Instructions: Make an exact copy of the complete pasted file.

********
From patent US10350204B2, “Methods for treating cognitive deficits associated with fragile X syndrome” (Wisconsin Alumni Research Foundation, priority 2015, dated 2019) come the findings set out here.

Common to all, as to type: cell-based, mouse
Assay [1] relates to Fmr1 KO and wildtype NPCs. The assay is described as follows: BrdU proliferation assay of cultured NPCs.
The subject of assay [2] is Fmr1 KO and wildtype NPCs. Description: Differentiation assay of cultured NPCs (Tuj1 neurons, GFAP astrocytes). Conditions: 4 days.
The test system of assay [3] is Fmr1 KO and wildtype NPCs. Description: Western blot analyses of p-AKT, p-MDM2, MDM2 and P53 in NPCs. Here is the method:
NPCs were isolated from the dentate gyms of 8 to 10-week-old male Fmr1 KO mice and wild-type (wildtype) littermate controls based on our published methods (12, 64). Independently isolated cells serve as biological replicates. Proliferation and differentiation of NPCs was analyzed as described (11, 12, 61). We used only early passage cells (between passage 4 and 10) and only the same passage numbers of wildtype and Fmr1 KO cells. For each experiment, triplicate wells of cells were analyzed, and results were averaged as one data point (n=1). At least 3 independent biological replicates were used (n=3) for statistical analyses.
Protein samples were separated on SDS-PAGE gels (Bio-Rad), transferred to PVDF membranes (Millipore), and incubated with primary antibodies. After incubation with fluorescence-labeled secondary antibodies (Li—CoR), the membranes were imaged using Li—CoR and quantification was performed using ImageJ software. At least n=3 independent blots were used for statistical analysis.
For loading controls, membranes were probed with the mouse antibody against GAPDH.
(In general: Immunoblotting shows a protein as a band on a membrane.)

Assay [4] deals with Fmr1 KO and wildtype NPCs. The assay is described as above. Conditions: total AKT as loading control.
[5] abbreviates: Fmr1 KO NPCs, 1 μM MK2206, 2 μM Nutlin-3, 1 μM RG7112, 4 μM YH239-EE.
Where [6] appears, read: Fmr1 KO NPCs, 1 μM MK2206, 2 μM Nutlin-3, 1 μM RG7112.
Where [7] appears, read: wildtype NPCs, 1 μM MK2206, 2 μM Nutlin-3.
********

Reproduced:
From patent US10350204B2, “Methods for treating cognitive deficits associated with fragile X syndrome” (Wisconsin Alumni Research Foundation, priority 2015, dated 2019) come the findings set out here.

Common to all, as to type: cell-based, mouse
Assay [1] relates to Fmr1 KO and wildtype NPCs. The assay is described as follows: BrdU proliferation assay of cultured NPCs.
The subject of assay [2] is Fmr1 KO and wildtype NPCs. Description: Differentiation assay of cultured NPCs (Tuj1 neurons, GFAP astrocytes). Conditions: 4 days.
The test system of assay [3] is Fmr1 KO and wildtype NPCs. Description: Western blot analyses of p-AKT, p-MDM2, MDM2 and P53 in NPCs. Here is the method:
NPCs were isolated from the dentate gyms of 8 to 10-week-old male Fmr1 KO mice and wild-type (wildtype) littermate controls based on our published methods (12, 64). Independently isolated cells serve as biological replicates. Proliferation and differentiation of NPCs was analyzed as described (11, 12, 61). We used only early passage cells (between passage 4 and 10) and only the same passage numbers of wildtype and Fmr1 KO cells. For each experiment, triplicate wells of cells were analyzed, and results were averaged as one data point (n=1). At least 3 independent biological replicates were used (n=3) for statistical analyses.
Protein samples were separated on SDS-PAGE gels (Bio-Rad), transferred to PVDF membranes (Millipore), and incubated with primary antibodies. After incubation with fluorescence-labeled secondary antibodies (Li—CoR), the membranes were imaged using Li—CoR and quantification was performed using ImageJ software. At least n=3 independent blots were used for statistical analysis.
For loading controls, membranes were probed with the mouse antibody against GAPDH.
(In general: Immunoblotting shows a protein as a band on a membrane.)

Assay [4] deals with Fmr1 KO and wildtype NPCs. The assay is described as above. Conditions: total AKT as loading control.
[5] abbreviates: Fmr1 KO NPCs, 1 μM MK2206, 2 μM Nutlin-3, 1 μM RG7112, 4 μM YH239-EE.
Where [6] appears, read: Fmr1 KO NPCs, 1 μM MK2206, 2 μM Nutlin-3, 1 μM RG7112.
Where [7] appears, read: wildtype NPCs, 1 μM MK2206, 2 μM Nutlin-3.